On February 6, 2020, the Honorable Colleen Kollar-Kotelly of the United States District Court for the District of Columbia ruled that The Republic of Turkey is not immune from the lawsuit brought by Plaintiffs and denied Defendant's motion to dismiss. In her ruling, Judge Kollar-Kotelly noted:
- Turkey failed to cite any case in which allegations of a violent physical attack, involving battery and assault, were found to fall under the discretionary function rule and be entitled to immunity. (Pg. 21)
- The Turkish security forces did not have the discretion to violently physically attack the protestors, with the degree and nature of force which was used, when the protestors were standing, protesting on a public sidewalk. And, Turkish security forces did not have the discretion to continue violently physically attacking the protestors after the protestors had fallen to the ground or otherwise attempted to flee. (Pg. 27)
- Plaintiffs have alleged acts by Defendant Turkey which were not grounded in social, economic, or political policy and were not a nature and quality that Congress intended to shield from immunity. (Pg. 34)
Furthermore, Judge Kollar-Kotelly held that Turkey’s political question doctrine and comity doctrine did not apply to this case.
On May 10, 2018, on behalf of fifteen victims of the vicious May 16, 2017 attack against peaceful protestors outside of the Turkish Chief of Mission Residence in Washington D.C., Cohen Milstein, Dorsey & Whitney LLP, and Michael Tigar, professor emeritus at American University, filed a civil lawsuit against the Republic of Turkey and the civilian supporters who participated in the attack.
On May 16, 2017, peaceful demonstrators – including parents with young children and local business owners – stood in Sheridan Circle, on Embassy Row in Washington, D.C., across the street from the Turkish Chief of Mission’s residence. The demonstrators were peacefully expressing opposition to human rights abuses by Defendant Republic of Turkey against the Kurds, an ethnic minority facing persecution in that country. Suddenly, Turkish security officials pushed past U.S. law enforcement officers to attack and silence the demonstrators, repeatedly punching and kicking defenseless people. One woman was beaten so severely she lost consciousness and had a seizure. Plaintiffs seek to hold Turkey accountable for this outrageous violation of United States, District of Colombia, and international law.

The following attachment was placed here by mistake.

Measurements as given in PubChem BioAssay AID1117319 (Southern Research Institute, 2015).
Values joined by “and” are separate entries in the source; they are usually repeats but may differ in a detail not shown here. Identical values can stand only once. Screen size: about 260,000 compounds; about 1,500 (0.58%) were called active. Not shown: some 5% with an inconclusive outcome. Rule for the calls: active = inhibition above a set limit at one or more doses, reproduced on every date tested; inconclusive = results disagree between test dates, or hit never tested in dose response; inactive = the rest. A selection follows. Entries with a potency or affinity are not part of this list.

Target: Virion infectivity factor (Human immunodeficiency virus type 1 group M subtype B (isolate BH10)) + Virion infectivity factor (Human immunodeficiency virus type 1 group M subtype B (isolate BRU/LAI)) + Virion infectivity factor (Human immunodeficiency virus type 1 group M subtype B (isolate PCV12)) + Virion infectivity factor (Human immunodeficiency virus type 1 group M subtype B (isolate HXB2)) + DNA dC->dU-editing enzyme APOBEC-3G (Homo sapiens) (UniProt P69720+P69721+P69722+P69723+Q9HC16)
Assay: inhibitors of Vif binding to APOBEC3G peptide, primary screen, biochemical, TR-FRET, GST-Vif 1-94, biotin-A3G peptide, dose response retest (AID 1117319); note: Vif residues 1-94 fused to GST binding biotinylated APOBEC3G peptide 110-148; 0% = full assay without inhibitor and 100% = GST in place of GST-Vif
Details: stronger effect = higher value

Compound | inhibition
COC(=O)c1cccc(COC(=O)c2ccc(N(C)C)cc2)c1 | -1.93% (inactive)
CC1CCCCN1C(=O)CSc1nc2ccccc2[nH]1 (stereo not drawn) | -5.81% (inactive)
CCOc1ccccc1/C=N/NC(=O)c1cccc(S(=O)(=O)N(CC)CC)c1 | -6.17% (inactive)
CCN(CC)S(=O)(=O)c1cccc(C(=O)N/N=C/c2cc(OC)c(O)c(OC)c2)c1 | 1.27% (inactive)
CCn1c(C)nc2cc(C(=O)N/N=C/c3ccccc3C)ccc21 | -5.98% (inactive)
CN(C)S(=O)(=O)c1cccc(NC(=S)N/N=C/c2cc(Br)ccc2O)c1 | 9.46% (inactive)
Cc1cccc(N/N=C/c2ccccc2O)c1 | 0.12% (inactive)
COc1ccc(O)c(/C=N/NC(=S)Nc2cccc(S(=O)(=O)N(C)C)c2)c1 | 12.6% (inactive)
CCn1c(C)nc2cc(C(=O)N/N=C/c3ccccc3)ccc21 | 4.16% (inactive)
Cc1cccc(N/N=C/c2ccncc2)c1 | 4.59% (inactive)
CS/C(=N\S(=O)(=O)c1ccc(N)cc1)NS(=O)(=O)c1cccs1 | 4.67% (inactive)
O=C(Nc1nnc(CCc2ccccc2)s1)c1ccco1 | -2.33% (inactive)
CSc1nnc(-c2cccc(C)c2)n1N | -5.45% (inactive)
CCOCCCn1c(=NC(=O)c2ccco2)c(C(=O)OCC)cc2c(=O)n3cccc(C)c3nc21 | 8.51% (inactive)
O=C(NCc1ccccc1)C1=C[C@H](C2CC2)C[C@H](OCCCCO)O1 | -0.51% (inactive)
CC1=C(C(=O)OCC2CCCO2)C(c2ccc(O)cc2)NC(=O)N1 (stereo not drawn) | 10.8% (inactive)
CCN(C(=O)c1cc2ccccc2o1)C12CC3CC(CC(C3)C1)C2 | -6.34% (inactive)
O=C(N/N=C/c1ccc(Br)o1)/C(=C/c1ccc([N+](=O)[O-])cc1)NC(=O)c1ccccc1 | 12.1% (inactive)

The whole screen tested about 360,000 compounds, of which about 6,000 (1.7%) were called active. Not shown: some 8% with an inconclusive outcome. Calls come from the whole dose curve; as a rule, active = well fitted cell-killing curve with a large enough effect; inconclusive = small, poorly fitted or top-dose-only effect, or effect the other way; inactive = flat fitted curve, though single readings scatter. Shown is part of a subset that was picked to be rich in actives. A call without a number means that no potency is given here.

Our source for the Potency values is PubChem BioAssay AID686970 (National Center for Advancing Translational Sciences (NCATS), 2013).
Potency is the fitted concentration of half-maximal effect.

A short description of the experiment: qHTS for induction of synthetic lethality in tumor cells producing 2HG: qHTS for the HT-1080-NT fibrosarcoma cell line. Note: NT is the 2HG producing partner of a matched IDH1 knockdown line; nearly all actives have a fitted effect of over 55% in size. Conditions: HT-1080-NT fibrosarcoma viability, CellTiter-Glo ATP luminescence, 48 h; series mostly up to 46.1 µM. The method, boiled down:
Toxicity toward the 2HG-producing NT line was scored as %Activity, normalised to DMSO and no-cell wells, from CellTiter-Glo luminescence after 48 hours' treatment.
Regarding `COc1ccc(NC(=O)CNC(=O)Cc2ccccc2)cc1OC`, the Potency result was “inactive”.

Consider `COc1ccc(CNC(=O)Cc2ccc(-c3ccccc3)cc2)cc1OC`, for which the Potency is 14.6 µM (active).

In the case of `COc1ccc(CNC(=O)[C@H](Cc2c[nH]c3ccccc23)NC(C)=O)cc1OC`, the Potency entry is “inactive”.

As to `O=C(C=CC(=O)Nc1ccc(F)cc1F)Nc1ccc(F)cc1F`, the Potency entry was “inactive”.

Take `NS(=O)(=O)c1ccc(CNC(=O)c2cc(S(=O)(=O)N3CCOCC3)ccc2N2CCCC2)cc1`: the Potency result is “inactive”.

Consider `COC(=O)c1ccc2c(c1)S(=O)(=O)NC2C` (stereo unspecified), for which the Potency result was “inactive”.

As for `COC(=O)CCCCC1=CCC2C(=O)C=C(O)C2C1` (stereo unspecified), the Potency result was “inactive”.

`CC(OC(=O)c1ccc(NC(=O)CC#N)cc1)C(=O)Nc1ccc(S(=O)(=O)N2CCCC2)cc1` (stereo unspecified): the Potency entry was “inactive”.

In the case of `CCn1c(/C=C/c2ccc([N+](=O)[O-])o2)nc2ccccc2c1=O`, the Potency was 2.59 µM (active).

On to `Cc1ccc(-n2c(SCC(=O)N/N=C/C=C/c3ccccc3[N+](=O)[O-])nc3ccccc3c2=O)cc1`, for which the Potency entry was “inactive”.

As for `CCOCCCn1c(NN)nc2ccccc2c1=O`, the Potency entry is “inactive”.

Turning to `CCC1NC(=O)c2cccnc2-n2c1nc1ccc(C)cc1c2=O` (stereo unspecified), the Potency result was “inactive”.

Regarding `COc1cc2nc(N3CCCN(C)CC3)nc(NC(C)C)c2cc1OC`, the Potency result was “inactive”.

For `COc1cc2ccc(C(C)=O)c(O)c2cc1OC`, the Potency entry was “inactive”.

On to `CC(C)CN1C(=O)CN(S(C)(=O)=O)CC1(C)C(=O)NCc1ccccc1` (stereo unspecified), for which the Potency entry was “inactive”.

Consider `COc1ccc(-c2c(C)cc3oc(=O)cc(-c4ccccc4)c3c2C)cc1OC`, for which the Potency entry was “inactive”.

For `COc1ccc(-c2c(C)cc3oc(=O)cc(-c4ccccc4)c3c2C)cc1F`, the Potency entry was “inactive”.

The attack was captured on video and widely covered by the New York Times, The Washington Post, and other national and international news and media outlets.
Counts of this lawsuit include assault, battery, false imprisonment, infliction of emotional distress, hate crime pursuant to D.C. Code §22-3704, violation of enforcement jurisdiction under the Alien Tort Statute, violation of civil rights, among others.
On March 18, 2019, the Honorable Colleen Kollar-Kotelly of the United States District Court for the District of Columbia decided the individual Defendants’—Eyup Yildirim, Sinan Narin, and Alpkenan Dereci – motion to dismiss permitting, Plaintiffs hate crime, assault, battery, false imprisonment, and intentional infliction of emotional distress claims to go forward. The case also includes Alien Tort Statute claims against the Government of Turkey.
On February 11, 2019, the Republic of Turkey accepted service and is scheduled to respond on May 13, 2019. Two individual defendants have fled and have yet to be served.
The case is styled: Kasim Kurd, et al. v. The Republic of Turkey, Case No. 1:18-cv-01117-CKK, U.S. District Court, District of Columbia